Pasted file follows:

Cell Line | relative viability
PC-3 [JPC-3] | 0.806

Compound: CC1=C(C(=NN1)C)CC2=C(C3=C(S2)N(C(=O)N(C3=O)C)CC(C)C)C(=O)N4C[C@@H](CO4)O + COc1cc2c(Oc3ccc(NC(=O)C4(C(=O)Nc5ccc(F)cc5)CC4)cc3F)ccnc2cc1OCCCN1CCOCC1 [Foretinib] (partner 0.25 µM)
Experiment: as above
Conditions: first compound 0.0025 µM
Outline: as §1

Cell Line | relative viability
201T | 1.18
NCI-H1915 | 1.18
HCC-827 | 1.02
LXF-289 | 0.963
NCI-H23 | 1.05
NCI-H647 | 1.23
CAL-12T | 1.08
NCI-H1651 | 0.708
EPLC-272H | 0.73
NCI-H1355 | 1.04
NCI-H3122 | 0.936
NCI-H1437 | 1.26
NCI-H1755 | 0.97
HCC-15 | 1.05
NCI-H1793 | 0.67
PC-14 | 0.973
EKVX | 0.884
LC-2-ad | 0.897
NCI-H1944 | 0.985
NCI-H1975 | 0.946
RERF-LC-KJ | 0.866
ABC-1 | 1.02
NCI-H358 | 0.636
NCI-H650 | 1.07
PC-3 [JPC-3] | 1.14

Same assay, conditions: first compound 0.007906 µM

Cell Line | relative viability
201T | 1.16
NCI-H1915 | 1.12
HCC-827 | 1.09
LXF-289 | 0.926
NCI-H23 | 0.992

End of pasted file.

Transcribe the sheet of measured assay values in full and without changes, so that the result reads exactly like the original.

Cell Line | relative viability
PC-3 [JPC-3] | 0.806

Compound: CC1=C(C(=NN1)C)CC2=C(C3=C(S2)N(C(=O)N(C3=O)C)CC(C)C)C(=O)N4C[C@@H](CO4)O + COc1cc2c(Oc3ccc(NC(=O)C4(C(=O)Nc5ccc(F)cc5)CC4)cc3F)ccnc2cc1OCCCN1CCOCC1 [Foretinib] (partner 0.25 µM)
Experiment: as above
Conditions: first compound 0.0025 µM
Outline: as §1

Cell Line | relative viability
201T | 1.18
NCI-H1915 | 1.18
HCC-827 | 1.02
LXF-289 | 0.963
NCI-H23 | 1.05
NCI-H647 | 1.23
CAL-12T | 1.08
NCI-H1651 | 0.708
EPLC-272H | 0.73
NCI-H1355 | 1.04
NCI-H3122 | 0.936
NCI-H1437 | 1.26
NCI-H1755 | 0.97
HCC-15 | 1.05
NCI-H1793 | 0.67
PC-14 | 0.973
EKVX | 0.884
LC-2-ad | 0.897
NCI-H1944 | 0.985
NCI-H1975 | 0.946
RERF-LC-KJ | 0.866
ABC-1 | 1.02
NCI-H358 | 0.636
NCI-H650 | 1.07
PC-3 [JPC-3] | 1.14

Same assay, conditions: first compound 0.007906 µM

Cell Line | relative viability
201T | 1.16
NCI-H1915 | 1.12
HCC-827 | 1.09
LXF-289 | 0.926
NCI-H23 | 0.992